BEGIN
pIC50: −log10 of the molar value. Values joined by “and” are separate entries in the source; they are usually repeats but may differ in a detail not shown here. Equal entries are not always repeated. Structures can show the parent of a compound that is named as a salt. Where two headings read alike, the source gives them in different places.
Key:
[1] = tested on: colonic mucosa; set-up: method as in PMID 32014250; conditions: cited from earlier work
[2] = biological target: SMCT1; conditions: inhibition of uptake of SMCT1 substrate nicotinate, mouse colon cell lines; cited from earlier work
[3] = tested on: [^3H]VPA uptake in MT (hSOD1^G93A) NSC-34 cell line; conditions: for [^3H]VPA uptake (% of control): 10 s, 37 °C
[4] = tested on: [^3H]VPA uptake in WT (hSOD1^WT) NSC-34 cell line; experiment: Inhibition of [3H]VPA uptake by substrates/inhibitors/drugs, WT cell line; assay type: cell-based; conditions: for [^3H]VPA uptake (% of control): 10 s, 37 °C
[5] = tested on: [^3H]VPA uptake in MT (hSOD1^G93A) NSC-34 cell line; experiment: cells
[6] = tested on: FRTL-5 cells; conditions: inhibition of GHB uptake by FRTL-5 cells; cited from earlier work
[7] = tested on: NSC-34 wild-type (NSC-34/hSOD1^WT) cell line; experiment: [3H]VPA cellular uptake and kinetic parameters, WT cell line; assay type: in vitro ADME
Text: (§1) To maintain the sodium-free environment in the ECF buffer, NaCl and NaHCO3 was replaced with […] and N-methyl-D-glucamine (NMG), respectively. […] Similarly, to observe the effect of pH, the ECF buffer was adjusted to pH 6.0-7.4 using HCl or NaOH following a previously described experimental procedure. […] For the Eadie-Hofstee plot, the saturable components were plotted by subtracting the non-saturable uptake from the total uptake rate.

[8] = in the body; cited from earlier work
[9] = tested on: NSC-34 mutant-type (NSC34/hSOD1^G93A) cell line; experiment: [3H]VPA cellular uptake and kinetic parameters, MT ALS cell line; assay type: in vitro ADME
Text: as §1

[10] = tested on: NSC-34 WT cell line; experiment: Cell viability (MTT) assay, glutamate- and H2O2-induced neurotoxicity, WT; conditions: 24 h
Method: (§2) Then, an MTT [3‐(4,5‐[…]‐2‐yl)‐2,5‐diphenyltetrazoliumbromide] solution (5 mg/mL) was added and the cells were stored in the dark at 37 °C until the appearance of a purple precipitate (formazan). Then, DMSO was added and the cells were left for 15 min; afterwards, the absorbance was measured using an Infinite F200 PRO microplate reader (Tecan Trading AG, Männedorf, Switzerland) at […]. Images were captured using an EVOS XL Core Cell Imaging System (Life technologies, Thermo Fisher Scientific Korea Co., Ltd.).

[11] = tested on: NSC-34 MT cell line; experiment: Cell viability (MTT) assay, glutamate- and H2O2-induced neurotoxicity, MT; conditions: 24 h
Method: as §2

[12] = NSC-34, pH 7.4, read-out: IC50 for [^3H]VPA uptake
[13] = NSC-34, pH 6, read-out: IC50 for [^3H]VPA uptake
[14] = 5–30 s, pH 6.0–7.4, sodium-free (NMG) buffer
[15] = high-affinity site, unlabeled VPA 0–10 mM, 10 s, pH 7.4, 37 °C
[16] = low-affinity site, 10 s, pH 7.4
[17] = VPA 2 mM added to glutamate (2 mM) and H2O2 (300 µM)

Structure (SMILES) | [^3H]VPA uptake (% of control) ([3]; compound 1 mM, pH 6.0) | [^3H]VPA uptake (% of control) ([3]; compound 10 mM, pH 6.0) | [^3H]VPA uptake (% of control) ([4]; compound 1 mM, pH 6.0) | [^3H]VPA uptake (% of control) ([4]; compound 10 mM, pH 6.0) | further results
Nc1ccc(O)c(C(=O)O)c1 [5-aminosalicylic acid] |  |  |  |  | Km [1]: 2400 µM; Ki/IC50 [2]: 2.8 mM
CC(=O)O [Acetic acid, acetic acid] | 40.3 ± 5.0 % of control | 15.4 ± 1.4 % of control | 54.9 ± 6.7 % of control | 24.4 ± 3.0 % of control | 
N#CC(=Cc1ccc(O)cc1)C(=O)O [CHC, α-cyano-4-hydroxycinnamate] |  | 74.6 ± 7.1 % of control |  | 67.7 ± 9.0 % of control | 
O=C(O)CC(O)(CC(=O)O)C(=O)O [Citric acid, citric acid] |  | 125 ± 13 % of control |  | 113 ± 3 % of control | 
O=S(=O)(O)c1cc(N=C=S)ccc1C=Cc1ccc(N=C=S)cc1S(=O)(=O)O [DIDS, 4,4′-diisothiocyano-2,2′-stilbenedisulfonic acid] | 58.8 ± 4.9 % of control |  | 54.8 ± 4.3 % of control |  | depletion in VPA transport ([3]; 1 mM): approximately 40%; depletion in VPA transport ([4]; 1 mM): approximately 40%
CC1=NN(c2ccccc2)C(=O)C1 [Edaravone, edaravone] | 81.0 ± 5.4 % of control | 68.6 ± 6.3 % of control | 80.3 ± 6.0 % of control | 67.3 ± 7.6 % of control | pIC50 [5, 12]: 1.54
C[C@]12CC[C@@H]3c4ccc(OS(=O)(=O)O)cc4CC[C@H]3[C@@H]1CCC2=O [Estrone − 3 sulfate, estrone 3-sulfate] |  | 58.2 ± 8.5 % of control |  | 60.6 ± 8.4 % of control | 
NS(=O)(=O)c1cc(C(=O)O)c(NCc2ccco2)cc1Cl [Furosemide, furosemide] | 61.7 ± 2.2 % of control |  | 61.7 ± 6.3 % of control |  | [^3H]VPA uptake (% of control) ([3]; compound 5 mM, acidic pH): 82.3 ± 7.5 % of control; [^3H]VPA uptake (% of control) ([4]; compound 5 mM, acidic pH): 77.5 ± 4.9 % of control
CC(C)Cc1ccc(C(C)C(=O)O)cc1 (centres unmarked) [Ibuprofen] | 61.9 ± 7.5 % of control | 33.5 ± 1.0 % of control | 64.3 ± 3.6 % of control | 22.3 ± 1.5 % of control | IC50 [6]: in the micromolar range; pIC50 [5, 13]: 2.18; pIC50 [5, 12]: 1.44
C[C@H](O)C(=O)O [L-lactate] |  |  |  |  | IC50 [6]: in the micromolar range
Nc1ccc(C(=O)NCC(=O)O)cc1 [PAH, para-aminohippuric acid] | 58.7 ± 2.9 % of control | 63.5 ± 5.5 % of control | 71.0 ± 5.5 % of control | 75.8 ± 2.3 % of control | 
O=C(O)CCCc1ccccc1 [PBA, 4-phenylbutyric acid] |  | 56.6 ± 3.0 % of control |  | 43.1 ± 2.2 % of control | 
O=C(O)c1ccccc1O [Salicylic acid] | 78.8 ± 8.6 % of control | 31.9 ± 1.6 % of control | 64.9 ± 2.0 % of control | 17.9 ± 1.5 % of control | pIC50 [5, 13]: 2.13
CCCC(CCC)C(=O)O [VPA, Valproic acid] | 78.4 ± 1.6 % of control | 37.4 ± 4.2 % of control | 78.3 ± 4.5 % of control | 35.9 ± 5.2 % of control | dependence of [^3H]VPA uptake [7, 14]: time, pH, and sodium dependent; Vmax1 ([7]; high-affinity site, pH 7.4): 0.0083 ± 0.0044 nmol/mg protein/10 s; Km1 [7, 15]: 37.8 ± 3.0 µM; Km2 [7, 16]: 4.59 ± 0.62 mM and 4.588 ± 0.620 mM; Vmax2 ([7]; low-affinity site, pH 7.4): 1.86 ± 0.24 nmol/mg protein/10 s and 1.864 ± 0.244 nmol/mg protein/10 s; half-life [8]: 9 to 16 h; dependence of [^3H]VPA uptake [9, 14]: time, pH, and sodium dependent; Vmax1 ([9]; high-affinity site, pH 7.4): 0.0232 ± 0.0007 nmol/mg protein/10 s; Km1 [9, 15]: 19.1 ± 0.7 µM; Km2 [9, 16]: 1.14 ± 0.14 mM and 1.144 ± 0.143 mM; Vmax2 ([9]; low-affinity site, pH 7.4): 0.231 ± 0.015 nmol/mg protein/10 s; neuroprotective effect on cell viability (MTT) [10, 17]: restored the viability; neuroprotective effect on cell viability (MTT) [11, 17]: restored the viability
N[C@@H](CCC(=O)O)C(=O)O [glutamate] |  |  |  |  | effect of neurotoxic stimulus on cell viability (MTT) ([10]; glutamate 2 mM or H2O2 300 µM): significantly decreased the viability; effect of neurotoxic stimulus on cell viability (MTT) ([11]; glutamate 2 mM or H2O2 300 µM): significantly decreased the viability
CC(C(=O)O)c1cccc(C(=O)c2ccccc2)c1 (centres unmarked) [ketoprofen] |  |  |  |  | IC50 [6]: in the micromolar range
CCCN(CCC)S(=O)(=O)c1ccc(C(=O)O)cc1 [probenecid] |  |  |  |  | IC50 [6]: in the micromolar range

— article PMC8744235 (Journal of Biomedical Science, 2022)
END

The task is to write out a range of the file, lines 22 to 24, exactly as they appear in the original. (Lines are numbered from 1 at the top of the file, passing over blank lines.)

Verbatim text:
[16] = low-affinity site, 10 s, pH 7.4
[17] = VPA 2 mM added to glutamate (2 mM) and H2O2 (300 µM)

Structure (SMILES) | [^3H]VPA uptake (% of control) ([3]; compound 1 mM, pH 6.0) | [^3H]VPA uptake (% of control) ([3]; compound 10 mM, pH 6.0) | [^3H]VPA uptake (% of control) ([4]; compound 1 mM, pH 6.0) | [^3H]VPA uptake (% of control) ([4]; compound 10 mM, pH 6.0) | further results